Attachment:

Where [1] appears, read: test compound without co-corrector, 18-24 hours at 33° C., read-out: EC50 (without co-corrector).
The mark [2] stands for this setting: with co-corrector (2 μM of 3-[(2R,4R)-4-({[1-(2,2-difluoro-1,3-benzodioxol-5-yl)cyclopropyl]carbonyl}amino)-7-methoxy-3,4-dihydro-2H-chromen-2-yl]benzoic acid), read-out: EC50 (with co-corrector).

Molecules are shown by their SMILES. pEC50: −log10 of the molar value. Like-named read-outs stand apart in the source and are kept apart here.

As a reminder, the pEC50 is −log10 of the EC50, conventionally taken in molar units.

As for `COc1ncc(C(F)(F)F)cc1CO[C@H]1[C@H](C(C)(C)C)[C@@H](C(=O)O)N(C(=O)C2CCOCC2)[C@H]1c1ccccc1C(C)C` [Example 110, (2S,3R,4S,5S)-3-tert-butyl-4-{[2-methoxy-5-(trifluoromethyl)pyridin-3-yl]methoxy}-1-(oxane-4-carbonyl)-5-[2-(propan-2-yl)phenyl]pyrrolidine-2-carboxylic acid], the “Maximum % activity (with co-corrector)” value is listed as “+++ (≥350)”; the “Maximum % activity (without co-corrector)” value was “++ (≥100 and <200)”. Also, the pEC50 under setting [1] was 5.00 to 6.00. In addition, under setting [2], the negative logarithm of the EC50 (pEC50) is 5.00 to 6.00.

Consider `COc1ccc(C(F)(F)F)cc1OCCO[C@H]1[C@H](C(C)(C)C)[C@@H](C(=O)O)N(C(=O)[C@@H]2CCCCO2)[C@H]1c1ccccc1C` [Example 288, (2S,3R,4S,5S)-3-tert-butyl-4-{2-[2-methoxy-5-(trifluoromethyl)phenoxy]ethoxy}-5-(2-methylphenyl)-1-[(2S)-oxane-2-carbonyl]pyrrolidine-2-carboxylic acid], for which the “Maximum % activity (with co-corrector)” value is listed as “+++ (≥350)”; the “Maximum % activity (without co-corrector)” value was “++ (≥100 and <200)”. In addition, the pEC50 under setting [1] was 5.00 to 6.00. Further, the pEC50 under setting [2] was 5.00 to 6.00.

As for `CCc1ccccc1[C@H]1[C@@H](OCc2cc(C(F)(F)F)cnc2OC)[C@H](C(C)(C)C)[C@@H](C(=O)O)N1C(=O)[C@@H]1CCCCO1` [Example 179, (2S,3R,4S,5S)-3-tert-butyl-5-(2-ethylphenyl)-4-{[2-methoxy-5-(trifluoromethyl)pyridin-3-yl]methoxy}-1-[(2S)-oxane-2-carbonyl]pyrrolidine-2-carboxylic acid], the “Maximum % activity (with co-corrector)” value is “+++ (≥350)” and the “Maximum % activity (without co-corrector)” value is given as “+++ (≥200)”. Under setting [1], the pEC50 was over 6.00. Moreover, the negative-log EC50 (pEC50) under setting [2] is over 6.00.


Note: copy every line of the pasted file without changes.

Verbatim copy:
Where [1] appears, read: test compound without co-corrector, 18-24 hours at 33° C., read-out: EC50 (without co-corrector).
The mark [2] stands for this setting: with co-corrector (2 μM of 3-[(2R,4R)-4-({[1-(2,2-difluoro-1,3-benzodioxol-5-yl)cyclopropyl]carbonyl}amino)-7-methoxy-3,4-dihydro-2H-chromen-2-yl]benzoic acid), read-out: EC50 (with co-corrector).

Molecules are shown by their SMILES. pEC50: −log10 of the molar value. Like-named read-outs stand apart in the source and are kept apart here.

As a reminder, the pEC50 is −log10 of the EC50, conventionally taken in molar units.

As for `COc1ncc(C(F)(F)F)cc1CO[C@H]1[C@H](C(C)(C)C)[C@@H](C(=O)O)N(C(=O)C2CCOCC2)[C@H]1c1ccccc1C(C)C` [Example 110, (2S,3R,4S,5S)-3-tert-butyl-4-{[2-methoxy-5-(trifluoromethyl)pyridin-3-yl]methoxy}-1-(oxane-4-carbonyl)-5-[2-(propan-2-yl)phenyl]pyrrolidine-2-carboxylic acid], the “Maximum % activity (with co-corrector)” value is listed as “+++ (≥350)”; the “Maximum % activity (without co-corrector)” value was “++ (≥100 and <200)”. Also, the pEC50 under setting [1] was 5.00 to 6.00. In addition, under setting [2], the negative logarithm of the EC50 (pEC50) is 5.00 to 6.00.

Consider `COc1ccc(C(F)(F)F)cc1OCCO[C@H]1[C@H](C(C)(C)C)[C@@H](C(=O)O)N(C(=O)[C@@H]2CCCCO2)[C@H]1c1ccccc1C` [Example 288, (2S,3R,4S,5S)-3-tert-butyl-4-{2-[2-methoxy-5-(trifluoromethyl)phenoxy]ethoxy}-5-(2-methylphenyl)-1-[(2S)-oxane-2-carbonyl]pyrrolidine-2-carboxylic acid], for which the “Maximum % activity (with co-corrector)” value is listed as “+++ (≥350)”; the “Maximum % activity (without co-corrector)” value was “++ (≥100 and <200)”. In addition, the pEC50 under setting [1] was 5.00 to 6.00. Further, the pEC50 under setting [2] was 5.00 to 6.00.

As for `CCc1ccccc1[C@H]1[C@@H](OCc2cc(C(F)(F)F)cnc2OC)[C@H](C(C)(C)C)[C@@H](C(=O)O)N1C(=O)[C@@H]1CCCCO1` [Example 179, (2S,3R,4S,5S)-3-tert-butyl-5-(2-ethylphenyl)-4-{[2-methoxy-5-(trifluoromethyl)pyridin-3-yl]methoxy}-1-[(2S)-oxane-2-carbonyl]pyrrolidine-2-carboxylic acid], the “Maximum % activity (with co-corrector)” value is “+++ (≥350)” and the “Maximum % activity (without co-corrector)” value is given as “+++ (≥200)”. Under setting [1], the pEC50 was over 6.00. Moreover, the negative-log EC50 (pEC50) under setting [2] is over 6.00.